A diagnosis is made after a detailed exam and either an overnight sleep study or a home sleep test. The sleep study, or nocturnal polysomnography, involves going to a sleep center or hospital for several hours or overnight. A polysomnography technician runs special sensors to a cap that you wear while you sleep. These sensors measure heart rate, lung activity, and brain wave patterns. The technician usually monitors the equipment in real-time as you sleep in the next room.
The home test involves a similar setup but is less involved. If the home test results are inconclusive, you may still need to have a test done in a sleep center or hospital.
There is a wide range of treatment methods available for those with sleep apnea. You and your doctor can best decide which will work best for you.
Your doctor may prescribe a machine such as a continuous positive airway pressure (CPAP) that forces air into your lungs opening the airway, or an automatic positive airway pressure (APAP) which has two levels of airflow. A bilevel positive airway pressure (BiPAP) allows for low-pressure airflow during a patient's exhalation cycle. The BiPAP can also be set to a specific breath-per-minute rate.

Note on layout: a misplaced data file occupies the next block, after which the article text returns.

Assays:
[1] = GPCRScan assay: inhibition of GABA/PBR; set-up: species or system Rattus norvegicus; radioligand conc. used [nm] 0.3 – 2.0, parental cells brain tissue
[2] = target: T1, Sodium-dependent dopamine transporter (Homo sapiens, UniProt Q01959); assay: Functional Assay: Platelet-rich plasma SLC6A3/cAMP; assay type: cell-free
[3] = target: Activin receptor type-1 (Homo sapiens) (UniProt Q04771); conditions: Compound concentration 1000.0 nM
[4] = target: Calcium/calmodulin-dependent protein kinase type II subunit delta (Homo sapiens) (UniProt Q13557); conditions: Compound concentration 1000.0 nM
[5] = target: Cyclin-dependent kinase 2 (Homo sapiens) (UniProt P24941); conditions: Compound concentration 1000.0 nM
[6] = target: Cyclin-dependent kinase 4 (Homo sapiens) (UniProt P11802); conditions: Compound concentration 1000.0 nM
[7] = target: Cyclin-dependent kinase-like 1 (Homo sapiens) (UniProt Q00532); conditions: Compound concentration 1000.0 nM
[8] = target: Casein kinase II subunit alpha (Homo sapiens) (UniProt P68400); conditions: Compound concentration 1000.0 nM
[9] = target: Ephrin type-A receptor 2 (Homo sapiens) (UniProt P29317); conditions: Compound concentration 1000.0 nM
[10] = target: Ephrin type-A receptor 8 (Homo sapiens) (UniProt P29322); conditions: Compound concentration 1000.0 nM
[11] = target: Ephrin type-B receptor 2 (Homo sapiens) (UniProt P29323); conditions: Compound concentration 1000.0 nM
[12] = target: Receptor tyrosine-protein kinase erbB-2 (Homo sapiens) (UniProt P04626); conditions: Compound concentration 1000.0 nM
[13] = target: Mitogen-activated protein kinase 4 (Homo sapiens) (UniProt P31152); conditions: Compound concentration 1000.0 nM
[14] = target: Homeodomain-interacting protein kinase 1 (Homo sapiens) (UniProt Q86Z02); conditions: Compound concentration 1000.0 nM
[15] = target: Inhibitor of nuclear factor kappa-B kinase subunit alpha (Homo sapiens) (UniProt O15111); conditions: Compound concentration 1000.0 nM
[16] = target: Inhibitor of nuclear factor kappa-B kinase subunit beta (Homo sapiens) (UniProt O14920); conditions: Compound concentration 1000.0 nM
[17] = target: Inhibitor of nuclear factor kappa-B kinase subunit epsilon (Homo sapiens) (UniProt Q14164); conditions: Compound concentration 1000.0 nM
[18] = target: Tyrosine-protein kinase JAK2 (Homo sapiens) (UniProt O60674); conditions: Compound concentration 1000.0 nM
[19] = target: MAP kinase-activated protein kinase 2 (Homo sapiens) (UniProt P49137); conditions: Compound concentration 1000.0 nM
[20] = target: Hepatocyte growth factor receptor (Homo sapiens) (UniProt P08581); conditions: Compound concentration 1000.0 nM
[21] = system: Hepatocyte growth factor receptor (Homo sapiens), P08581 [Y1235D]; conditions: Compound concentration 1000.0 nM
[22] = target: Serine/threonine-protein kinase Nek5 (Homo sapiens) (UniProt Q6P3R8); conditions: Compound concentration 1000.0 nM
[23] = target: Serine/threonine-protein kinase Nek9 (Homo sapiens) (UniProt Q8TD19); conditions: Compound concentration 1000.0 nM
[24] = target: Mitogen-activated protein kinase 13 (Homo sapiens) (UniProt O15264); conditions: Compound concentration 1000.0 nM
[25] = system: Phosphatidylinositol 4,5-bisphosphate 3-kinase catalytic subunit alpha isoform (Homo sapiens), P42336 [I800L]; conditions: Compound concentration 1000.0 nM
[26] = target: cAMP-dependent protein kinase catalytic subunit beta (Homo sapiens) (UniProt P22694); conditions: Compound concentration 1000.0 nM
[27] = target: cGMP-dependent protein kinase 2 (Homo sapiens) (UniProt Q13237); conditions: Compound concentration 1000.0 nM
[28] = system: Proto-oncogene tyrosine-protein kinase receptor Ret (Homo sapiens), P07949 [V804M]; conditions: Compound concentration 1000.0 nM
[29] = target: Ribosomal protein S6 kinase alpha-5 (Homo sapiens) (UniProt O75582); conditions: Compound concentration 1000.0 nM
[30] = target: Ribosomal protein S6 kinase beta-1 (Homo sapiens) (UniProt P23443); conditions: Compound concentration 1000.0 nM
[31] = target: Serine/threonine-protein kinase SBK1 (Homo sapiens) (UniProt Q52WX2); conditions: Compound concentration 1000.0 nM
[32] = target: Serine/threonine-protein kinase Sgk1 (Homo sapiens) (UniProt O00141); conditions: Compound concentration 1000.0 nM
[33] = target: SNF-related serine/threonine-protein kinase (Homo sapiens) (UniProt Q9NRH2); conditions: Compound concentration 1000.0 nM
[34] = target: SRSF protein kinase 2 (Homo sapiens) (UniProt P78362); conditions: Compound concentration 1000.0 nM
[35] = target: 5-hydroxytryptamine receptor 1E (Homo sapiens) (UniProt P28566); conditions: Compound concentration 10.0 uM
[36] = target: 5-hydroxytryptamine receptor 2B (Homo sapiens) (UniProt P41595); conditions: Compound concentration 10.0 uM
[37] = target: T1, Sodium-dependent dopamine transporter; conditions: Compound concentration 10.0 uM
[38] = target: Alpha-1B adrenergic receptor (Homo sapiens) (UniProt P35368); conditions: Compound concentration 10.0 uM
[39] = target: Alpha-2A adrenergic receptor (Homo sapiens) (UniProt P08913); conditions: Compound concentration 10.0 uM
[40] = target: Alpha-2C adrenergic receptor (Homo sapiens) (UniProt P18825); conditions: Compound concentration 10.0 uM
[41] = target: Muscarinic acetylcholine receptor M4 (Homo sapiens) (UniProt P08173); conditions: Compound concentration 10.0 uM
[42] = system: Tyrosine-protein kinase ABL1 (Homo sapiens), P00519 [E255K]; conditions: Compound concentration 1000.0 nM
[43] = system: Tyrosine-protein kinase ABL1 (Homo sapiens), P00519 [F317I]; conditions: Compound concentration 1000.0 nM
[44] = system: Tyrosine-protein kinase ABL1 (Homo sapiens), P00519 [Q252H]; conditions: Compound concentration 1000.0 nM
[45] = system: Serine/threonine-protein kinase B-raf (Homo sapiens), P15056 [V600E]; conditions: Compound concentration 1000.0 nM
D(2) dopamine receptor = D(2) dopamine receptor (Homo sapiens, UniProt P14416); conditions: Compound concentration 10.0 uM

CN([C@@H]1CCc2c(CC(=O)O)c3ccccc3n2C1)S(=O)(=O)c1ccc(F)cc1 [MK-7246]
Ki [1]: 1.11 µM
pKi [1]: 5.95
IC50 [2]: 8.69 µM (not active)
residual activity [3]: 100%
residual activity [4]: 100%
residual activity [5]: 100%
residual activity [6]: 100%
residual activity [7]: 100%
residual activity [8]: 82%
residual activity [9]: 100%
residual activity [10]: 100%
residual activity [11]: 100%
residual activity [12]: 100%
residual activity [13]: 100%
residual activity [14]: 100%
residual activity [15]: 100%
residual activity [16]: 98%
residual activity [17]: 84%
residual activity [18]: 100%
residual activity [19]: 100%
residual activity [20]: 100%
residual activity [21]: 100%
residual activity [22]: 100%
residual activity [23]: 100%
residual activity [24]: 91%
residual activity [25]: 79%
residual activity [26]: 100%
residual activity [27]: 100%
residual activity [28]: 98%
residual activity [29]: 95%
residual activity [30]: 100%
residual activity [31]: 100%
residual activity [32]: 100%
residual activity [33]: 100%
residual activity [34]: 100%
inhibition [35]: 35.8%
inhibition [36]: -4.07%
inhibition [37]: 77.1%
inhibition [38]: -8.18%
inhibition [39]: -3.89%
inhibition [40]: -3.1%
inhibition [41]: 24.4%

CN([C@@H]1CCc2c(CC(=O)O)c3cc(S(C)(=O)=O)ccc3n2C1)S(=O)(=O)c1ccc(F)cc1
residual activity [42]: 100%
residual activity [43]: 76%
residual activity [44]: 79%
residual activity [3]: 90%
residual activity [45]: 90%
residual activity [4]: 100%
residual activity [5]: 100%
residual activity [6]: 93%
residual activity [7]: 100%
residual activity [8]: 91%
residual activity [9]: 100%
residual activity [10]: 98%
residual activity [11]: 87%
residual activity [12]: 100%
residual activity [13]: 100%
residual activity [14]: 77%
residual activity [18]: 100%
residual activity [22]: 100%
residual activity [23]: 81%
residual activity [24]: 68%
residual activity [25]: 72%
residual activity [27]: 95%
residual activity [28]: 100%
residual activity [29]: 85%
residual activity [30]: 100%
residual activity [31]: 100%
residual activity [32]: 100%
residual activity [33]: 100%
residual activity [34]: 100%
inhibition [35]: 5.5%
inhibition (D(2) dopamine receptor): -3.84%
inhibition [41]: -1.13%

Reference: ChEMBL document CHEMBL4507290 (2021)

Oral appliances can also be used to treat sleep apnea. They are ideal for people with mild obstructive sleep apnea and for some that find machines cumbersome and uncomfortable.
In the most severe cases, surgery may be recommended to remove excess tissue in the throat and soft palate.
There is no permanent cure for sleep apnea. But there are many treatment methods available to manage symptoms, making it possible for you to get the deep, restorative sleep your body needs.